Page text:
Z to A

Toyi Story

Toyi Gidioni (Toy Gi-de-uhn), BIG Student and Jefferson High School Senior, took his passion for music and became the producer of his own songs.

In 2008, Toyi, then 13, was uprooted from his home in Tanzania, Africa to Texas. It was here in Texas that his passion for creating music developed. As a member of a church choir, he learned to play the piano. “That’s how I got into music, I like the chords and the beat and all of that so I learned from the choir in Texas how to make beats.”

5 years later, Toyi and his family once again relocated, this time to Cedar Rapids Iowa. In his pursuit to continue making music, he was recommended to BIG. “From the beginning, I wasn’t trying to find BIG. I was thinking it was just a class I would take at a regular school. In Texas I asked for a music mixing class and they didn’t have it. The school here told me about BIG when I asked,” he explained. From there he met with headmaster Shawn Cornally and his project started to take shape.

“I grew up in a Christian family, so gospel is the music I’m used to.” With this in mind, Toyi began researching traditional Tanzanian gospel songs on YouTube. Though his inspiration comes from some well-known songs of Tanzania, Toyi completely creates his own music. “To make my own song, I take the traditional gospel ones that are popular. I change the rhythm, the melody, the instrumentals and the way they sing. Then I add my own words. I don’t just do the same things that the other songs do.”

How does an 18-year-old high school student create original music? “The Garage Band app on this iPad,” he says. “I’ll just get the iPad, go into a closed room, put my headphones on and start working.” His approach is not unlike that of the traditional Tanzanian artists that Toyi admires, such as Bony Mwitege. “In Tanzania, most of the artists use electronic keyboards. Some of them use guitars- bass and other kinds- but most of them just play drums and electronic keyboards.” Toyi mixes all of these instruments together in his music on a single screen.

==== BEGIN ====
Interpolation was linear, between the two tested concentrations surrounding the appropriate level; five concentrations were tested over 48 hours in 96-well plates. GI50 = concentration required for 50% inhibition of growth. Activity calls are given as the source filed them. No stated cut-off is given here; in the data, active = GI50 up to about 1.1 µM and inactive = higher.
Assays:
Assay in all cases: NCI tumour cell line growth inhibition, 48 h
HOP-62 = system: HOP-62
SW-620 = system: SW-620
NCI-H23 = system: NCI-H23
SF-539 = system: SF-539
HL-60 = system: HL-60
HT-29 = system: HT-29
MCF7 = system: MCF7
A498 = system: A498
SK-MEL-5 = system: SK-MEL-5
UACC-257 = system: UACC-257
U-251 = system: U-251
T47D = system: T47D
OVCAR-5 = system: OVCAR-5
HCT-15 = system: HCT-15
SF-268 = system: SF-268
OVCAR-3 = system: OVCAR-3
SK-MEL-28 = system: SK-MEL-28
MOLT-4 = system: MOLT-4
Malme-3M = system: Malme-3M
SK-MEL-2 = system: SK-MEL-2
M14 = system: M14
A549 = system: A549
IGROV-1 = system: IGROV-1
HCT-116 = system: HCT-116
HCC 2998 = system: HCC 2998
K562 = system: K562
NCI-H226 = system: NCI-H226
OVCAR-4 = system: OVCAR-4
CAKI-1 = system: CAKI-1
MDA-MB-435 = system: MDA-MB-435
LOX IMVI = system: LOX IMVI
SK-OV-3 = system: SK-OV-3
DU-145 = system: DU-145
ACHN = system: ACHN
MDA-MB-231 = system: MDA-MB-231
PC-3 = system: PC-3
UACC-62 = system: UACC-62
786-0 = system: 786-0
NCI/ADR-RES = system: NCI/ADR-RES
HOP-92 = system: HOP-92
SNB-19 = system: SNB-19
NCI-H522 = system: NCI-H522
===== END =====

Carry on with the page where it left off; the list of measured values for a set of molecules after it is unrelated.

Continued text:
While Toyi admits he eventually would love to be creating his music in a studio, through his project he has learned that having mobile equipment has its benefits. “Right now with the iPad I try to go to different places and record myself with the microphone to make the vocals sound rich. I can tell a big difference in how vocals sound depending on the room.” This is where Toyi’s project intersects directly with the standard curriculum: he and his mentor cover the basics of the physics of sound, reverberation, resonance, digital electronics, and music theory.

What is the advantage of Toyi’s BIG project compared to the average music class? “In the regular classes, they don’t teach the same stuff. They just go stage by stage really slowly. It’s boring sometimes. With BIG, they give you the real thing and you get to do it by yourself. I like that better,” he said. The school has allowed Toyi, and many other students, to investigate their passions in a hands-on way that is not offered in your traditional classroom.

Leave a Reply

Your email address will not be published. Required fields are marked *